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Juvenile Cooper's hawk Enjoying a meal of pigeon in a tree near my home. It's quite small for a hawk. It looks to be not even twice the size of the pigeon that it's caught. Differentiated from a juvenile sharp shinned hawk by the brighter streaking and barring on the chest, thicker feet and legs and tail feathers of differing lengths. Accipiter cooperii,Coopers Hawk,Fall,Geotagged,United States Click/tap to enlarge Promoted

Juvenile Cooper's hawk

Enjoying a meal of pigeon in a tree near my home. It's quite small for a hawk. It looks to be not even twice the size of the pigeon that it's caught. Differentiated from a juvenile sharp shinned hawk by the brighter streaking and barring on the chest, thicker feet and legs and tail feathers of differing lengths.

    comments (7)

  1. Super clear shot! Posted 2 years ago
    1. I'm quite pleased with this one. She (maybe... the females are bigger and this one seems pretty large for the species) sat out in that tree for at least 2 hours eating her pigeon, so I was able to observe and wait. The sun peeped out for just a few minutes and I was super lucky that she also turned to face the side at just the right time too. Most of the time I watched she was facing away from the sun, so it was either get photos of her back or do them backlit, which didn't look nearly as good. Posted 2 years ago
      1. That's right, there is a lot right about this photo: the light, the pose, the depth, the composition...all working together making a top shot. Well done! Posted 2 years ago
  2. perfectly executed! very good overall morpheme!! Posted 2 years ago
  3. Superb!! Posted 2 years ago
  4. From today's JungleDragon Facebook post:
    "The Cooper's Hawk (Accipiter cooperii) is a bird of prey with a range that extends from southern Canada to northern Mexico. It has a slate back and a reddish-brown-streaked chest. It additionally has short rounded wings, a long tail, and a wingspan of 62-90 cm. Its body is adapted for quick navigation through the underbrush and crowded tangle of dense forests. It is here that the Cooper's Hawk ambushes small birds, amphibians, reptiles, and mammals. Additionally, this species exhibits reversed sexual dimorphism, with females being around 1/3 larger than males.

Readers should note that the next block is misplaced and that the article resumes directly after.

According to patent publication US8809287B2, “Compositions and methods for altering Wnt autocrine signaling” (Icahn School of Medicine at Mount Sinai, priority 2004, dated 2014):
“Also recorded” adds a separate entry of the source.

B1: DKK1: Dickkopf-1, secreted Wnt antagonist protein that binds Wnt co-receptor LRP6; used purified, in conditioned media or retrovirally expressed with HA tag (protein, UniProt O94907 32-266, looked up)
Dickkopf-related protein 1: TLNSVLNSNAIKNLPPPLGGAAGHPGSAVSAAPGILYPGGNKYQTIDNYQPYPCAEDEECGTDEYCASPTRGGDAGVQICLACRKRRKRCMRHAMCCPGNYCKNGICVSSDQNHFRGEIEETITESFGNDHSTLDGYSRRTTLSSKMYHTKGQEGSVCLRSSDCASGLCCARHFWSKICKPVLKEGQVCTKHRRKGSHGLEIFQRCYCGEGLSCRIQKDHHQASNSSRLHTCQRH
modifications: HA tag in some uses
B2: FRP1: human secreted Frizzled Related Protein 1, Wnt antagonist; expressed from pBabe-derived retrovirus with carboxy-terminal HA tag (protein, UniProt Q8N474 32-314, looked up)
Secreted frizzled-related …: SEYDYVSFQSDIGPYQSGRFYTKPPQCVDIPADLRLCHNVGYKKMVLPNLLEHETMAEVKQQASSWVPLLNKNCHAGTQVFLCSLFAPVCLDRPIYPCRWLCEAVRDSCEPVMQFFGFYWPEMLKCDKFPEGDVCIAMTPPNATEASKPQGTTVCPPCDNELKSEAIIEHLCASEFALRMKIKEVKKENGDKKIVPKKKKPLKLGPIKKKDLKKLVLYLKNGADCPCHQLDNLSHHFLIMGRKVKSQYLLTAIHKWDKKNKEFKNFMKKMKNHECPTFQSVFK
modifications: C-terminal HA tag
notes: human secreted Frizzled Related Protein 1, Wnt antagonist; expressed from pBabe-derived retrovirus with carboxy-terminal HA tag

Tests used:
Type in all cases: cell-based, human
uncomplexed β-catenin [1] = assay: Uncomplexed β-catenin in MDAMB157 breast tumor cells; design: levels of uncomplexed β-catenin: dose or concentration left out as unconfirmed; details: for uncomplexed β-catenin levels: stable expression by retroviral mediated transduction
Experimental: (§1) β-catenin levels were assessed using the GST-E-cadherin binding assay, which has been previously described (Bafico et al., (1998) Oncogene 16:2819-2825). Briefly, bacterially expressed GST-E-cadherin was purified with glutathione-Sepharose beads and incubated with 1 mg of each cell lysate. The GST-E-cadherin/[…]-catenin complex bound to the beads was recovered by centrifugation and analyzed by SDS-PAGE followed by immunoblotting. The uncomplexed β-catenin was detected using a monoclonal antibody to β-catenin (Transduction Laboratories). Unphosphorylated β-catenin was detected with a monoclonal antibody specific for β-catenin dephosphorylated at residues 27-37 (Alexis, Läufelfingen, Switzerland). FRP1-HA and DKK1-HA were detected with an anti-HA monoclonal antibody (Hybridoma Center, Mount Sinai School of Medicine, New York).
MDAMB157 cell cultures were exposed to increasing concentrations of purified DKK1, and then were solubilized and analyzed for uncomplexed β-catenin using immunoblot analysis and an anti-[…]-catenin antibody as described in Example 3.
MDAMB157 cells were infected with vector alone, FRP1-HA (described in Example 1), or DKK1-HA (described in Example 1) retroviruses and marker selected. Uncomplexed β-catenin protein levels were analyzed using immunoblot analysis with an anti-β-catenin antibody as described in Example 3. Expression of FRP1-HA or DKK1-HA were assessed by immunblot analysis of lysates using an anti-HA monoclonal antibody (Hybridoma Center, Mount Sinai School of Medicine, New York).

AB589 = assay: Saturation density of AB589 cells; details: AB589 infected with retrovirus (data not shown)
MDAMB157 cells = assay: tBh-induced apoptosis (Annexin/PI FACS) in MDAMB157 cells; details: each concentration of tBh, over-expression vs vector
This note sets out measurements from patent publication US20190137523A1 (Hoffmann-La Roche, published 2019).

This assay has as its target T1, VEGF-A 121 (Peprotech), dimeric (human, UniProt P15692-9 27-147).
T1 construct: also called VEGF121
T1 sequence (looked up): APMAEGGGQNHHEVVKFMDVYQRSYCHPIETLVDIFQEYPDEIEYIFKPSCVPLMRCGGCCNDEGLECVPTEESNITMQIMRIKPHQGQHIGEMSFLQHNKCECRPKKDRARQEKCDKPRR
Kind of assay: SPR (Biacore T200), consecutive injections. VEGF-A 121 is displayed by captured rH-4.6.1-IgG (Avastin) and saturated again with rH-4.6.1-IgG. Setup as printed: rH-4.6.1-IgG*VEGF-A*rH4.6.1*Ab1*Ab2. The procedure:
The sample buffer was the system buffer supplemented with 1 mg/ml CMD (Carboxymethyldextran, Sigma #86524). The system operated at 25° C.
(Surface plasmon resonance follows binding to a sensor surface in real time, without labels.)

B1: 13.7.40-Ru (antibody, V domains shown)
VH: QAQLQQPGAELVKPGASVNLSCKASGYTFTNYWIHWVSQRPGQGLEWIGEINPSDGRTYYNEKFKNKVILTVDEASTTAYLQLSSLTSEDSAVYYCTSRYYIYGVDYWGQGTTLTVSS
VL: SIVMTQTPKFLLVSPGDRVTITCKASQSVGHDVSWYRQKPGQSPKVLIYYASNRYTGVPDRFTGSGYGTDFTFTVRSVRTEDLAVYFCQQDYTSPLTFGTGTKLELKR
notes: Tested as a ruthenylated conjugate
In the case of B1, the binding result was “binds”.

Cooper's Hawks were initially referred to as "Chicken Hawks" by early American colonists as they had a habit of snatching up poultry from farmsteads. As a result, this species came under heavy fire for the years leading up through the early 1950s. To add insult to injury, heavy usage of DDT in the 1940s and 1950, extensive logging operations, and human development led populations to even further decline. In 1980, it was listed as a threatened species in Wisconsin, and it was thought to be on track for extinction. However, this tenacious bird had no intention of going down the path to obsolescence. With its habitat dwindling, the Cooper's Hawk turned its eye on areas inhabited by humans-- and found that cityscapes could also provide a suitable hunting ground. Small birds attracted to bird feeders became easy pickings for the Cooper's Hawk. It is also thought that the plethora of pigeons, starlings, doves, and sparrows found within cities has allowed the once-threatened hawk to replenish its populations. {Spotted in Washington, USA by JungleDragon moderator, morpheme} #JungleDragon "
    Posted 11 months ago, modified 11 months ago
    1. Great shot morpheme! And, so interesting! Posted 11 months ago

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Cooper's Hawk is a medium-sized hawk native to the North American continent and found from Southern Canada to Northern Mexico. As in many birds of prey, the male is smaller than the female. The birds found east of the Mississippi River tend to be larger on average than the birds found to the west.

Similar species: Falcons
Species identified by morpheme
View morpheme's profile

By morpheme

All rights reserved
Uploaded Nov 29, 2016. Captured Nov 29, 2016 13:50 in 1612 22nd Ave, Seattle, WA 98122, USA.
  • X-E2
  • f/8.0
  • 1/500s
  • ISO800
  • 560mm